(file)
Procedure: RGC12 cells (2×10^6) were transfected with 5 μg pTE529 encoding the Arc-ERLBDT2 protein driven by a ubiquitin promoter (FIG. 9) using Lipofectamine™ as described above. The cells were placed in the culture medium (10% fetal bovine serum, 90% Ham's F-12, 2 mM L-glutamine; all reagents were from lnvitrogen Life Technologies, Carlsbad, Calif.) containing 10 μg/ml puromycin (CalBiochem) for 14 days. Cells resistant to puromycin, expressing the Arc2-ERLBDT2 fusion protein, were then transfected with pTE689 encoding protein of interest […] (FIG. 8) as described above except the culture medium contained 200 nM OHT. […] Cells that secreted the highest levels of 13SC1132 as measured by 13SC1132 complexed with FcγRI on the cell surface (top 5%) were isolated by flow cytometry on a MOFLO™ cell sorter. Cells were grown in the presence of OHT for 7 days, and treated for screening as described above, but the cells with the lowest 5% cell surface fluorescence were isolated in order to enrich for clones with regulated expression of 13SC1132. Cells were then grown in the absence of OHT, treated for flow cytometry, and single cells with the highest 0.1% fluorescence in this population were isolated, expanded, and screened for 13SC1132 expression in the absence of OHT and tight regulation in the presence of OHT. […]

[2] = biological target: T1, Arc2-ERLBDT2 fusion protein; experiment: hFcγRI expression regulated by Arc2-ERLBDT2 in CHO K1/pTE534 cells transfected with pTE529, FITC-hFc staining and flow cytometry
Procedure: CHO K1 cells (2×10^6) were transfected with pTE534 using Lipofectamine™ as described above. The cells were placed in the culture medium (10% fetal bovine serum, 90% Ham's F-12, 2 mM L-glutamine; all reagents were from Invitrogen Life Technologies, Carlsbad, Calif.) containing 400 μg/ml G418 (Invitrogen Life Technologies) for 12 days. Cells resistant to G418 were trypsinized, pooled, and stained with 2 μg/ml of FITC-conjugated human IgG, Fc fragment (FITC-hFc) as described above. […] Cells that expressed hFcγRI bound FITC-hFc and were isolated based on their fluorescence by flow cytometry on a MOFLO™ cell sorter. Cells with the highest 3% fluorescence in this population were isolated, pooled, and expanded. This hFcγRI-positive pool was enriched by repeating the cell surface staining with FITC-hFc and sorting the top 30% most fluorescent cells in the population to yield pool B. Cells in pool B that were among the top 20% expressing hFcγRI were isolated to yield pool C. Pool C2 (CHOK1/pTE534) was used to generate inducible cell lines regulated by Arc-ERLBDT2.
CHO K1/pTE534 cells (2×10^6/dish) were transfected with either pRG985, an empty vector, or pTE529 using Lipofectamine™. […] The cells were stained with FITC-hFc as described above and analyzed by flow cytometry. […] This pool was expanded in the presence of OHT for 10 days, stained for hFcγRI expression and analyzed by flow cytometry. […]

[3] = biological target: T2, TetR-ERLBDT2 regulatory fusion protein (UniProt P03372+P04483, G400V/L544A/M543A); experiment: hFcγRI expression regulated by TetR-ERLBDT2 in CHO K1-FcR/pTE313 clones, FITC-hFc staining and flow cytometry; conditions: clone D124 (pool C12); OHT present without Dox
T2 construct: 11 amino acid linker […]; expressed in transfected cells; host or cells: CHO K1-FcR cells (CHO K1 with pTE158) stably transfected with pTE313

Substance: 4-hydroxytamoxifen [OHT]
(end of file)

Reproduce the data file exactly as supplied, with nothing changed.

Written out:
Procedure: RGC12 cells (2×10^6) were transfected with 5 μg pTE529 encoding the Arc-ERLBDT2 protein driven by a ubiquitin promoter (FIG. 9) using Lipofectamine™ as described above. The cells were placed in the culture medium (10% fetal bovine serum, 90% Ham's F-12, 2 mM L-glutamine; all reagents were from lnvitrogen Life Technologies, Carlsbad, Calif.) containing 10 μg/ml puromycin (CalBiochem) for 14 days. Cells resistant to puromycin, expressing the Arc2-ERLBDT2 fusion protein, were then transfected with pTE689 encoding protein of interest […] (FIG. 8) as described above except the culture medium contained 200 nM OHT. […] Cells that secreted the highest levels of 13SC1132 as measured by 13SC1132 complexed with FcγRI on the cell surface (top 5%) were isolated by flow cytometry on a MOFLO™ cell sorter. Cells were grown in the presence of OHT for 7 days, and treated for screening as described above, but the cells with the lowest 5% cell surface fluorescence were isolated in order to enrich for clones with regulated expression of 13SC1132. Cells were then grown in the absence of OHT, treated for flow cytometry, and single cells with the highest 0.1% fluorescence in this population were isolated, expanded, and screened for 13SC1132 expression in the absence of OHT and tight regulation in the presence of OHT. […]

[2] = biological target: T1, Arc2-ERLBDT2 fusion protein; experiment: hFcγRI expression regulated by Arc2-ERLBDT2 in CHO K1/pTE534 cells transfected with pTE529, FITC-hFc staining and flow cytometry
Procedure: CHO K1 cells (2×10^6) were transfected with pTE534 using Lipofectamine™ as described above. The cells were placed in the culture medium (10% fetal bovine serum, 90% Ham's F-12, 2 mM L-glutamine; all reagents were from Invitrogen Life Technologies, Carlsbad, Calif.) containing 400 μg/ml G418 (Invitrogen Life Technologies) for 12 days. Cells resistant to G418 were trypsinized, pooled, and stained with 2 μg/ml of FITC-conjugated human IgG, Fc fragment (FITC-hFc) as described above. […] Cells that expressed hFcγRI bound FITC-hFc and were isolated based on their fluorescence by flow cytometry on a MOFLO™ cell sorter. Cells with the highest 3% fluorescence in this population were isolated, pooled, and expanded. This hFcγRI-positive pool was enriched by repeating the cell surface staining with FITC-hFc and sorting the top 30% most fluorescent cells in the population to yield pool B. Cells in pool B that were among the top 20% expressing hFcγRI were isolated to yield pool C. Pool C2 (CHOK1/pTE534) was used to generate inducible cell lines regulated by Arc-ERLBDT2.
CHO K1/pTE534 cells (2×10^6/dish) were transfected with either pRG985, an empty vector, or pTE529 using Lipofectamine™. […] The cells were stained with FITC-hFc as described above and analyzed by flow cytometry. […] This pool was expanded in the presence of OHT for 10 days, stained for hFcγRI expression and analyzed by flow cytometry. […]

[3] = biological target: T2, TetR-ERLBDT2 regulatory fusion protein (UniProt P03372+P04483, G400V/L544A/M543A); experiment: hFcγRI expression regulated by TetR-ERLBDT2 in CHO K1-FcR/pTE313 clones, FITC-hFc staining and flow cytometry; conditions: clone D124 (pool C12); OHT present without Dox
T2 construct: 11 amino acid linker […]; expressed in transfected cells; host or cells: CHO K1-FcR cells (CHO K1 with pTE158) stably transfected with pTE313

Substance: 4-hydroxytamoxifen [OHT]